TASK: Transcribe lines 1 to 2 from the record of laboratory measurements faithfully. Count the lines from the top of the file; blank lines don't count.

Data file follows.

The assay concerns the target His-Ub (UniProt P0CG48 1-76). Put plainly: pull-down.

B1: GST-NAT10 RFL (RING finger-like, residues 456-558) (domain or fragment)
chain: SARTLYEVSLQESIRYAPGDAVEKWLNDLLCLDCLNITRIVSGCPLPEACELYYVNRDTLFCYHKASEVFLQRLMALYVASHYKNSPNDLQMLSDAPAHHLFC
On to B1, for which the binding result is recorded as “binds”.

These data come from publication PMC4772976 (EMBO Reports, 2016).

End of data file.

The assay concerns the target His-Ub (UniProt P0CG48 1-76). Put plainly: pull-down.

B1: GST-NAT10 RFL (RING finger-like, residues 456-558) (domain or fragment)